2. Bring your spouse, friend, parent advocate or blind mentor. If you feel like you are alone in this process, then reach out for help. IEPs can be very intimidating and it's always a great support if you have another person there. An IEP is typically once a year, so my husband has it on his "time off schedule" and makes it a priority. We discuss goals and objectives before the meeting to make sure we are on the same page. We also sit next to each other, so we can reach underneath the table to give a squeeze if things start to get heated (smile).

3. Understand the laws, regulations, and procedural safeguards. This will not only help you feel more comfortable, but the team will recognize and respect parents that are smart advocates. The National Center on Severe and Sensory Disabilities (NCSSD), formerly known as the National Center on Low-Incidence Disabilities created a webpage entitled "IEP Pop Up". It was developed to help parents recognized typical "conversation stoppers" that may be heard in an IEP. Knowing what the "real" issues might be, some respectful but effective responses, and what the laws say about educating children with disabilities can assist you in getting your IEP team meetings moving again in a more positive direction! http://www.unco.edu/ncssd/bviIEP/index.shtml

Here are the questions. When you click on the question, you will find an appropriate response.

1. "It is not reasonable to expect the classroom teacher to describe everything to your child. She has 30 other students."
2. "We were excited to discover how well your child can see!"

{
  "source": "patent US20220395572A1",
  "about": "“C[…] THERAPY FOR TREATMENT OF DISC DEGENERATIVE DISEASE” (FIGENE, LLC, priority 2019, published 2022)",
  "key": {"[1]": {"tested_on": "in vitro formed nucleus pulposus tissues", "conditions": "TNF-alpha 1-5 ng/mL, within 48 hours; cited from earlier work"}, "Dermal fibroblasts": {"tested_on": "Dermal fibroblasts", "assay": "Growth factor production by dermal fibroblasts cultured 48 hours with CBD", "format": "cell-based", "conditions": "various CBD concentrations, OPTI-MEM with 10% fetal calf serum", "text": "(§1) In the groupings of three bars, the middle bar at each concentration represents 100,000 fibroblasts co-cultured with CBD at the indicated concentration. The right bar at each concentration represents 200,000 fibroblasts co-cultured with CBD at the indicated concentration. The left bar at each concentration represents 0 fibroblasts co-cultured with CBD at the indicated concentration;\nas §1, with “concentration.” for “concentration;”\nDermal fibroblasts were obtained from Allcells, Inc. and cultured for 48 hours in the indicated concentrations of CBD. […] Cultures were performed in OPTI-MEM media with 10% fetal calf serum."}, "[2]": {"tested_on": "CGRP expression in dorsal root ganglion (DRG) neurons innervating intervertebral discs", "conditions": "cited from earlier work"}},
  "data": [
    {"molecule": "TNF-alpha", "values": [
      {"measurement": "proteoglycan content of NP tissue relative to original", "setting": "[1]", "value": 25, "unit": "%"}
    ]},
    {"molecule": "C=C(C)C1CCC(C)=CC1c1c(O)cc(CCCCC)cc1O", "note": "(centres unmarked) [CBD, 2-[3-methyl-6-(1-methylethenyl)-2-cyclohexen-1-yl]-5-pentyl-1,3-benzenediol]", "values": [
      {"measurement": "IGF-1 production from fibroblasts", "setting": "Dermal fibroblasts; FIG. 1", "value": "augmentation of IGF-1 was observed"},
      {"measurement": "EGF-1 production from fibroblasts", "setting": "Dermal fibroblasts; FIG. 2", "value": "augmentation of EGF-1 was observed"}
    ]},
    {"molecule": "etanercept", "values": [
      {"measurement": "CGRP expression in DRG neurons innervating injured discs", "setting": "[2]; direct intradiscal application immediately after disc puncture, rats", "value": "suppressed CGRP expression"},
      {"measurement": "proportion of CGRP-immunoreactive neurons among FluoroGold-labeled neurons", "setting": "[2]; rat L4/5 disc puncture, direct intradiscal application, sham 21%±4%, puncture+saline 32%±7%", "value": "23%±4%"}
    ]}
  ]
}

3. "We think the cane could pose a hazard to other students. We’d like your child to leave it at the door or in the locker."
4. "Your child doesn’t seem to want to use any specialized devices,” (e.g., a cane, braille, optical aids, assistive technology, etc.)."
5. "We don’t normally recommend a cane for children this young."
6. "We’re sorry. We are not going to be able to provide a one-on-one aide to care for your child like you do.” Or “Of course your child will need a personal aide. We can’t expect our teachers to do all that extra work."
7. "We are concerned about your child’s safety. We can’t let him/her be involved in that activity because we don’t want him/her to get hurt."
8. "Don’t worry, she’s doing fine. It’s normal for children who are blind to be a year or two behind."
9. "Sorry, our school is not equipped with and does not have the money for the assistive technology your child needs."
10. "We can’t get a certified teacher of students who are blind or visually impaired/orientation and mobility specialist (TVI/O&M) to come way out here!” or “Since our TVI/O&M has a large caseload, we can only provide _____ hours/minutes of services per week. "
11. "We don’t do things the way they did in your old school, and so we have to rewrite the IEP."
12. "We did our best to schedule everyone, but the general education teacher is unable to attend."
13. "These are the only job training opportunities we offer at this school."
14. "Some of the braille textbooks haven’t come in yet, but we’re getting them translated as fast as we can."
15. "We don’t feel your child needs braille."
16. "We don’t normally write that into the IEP."

Good luck on your next IEP.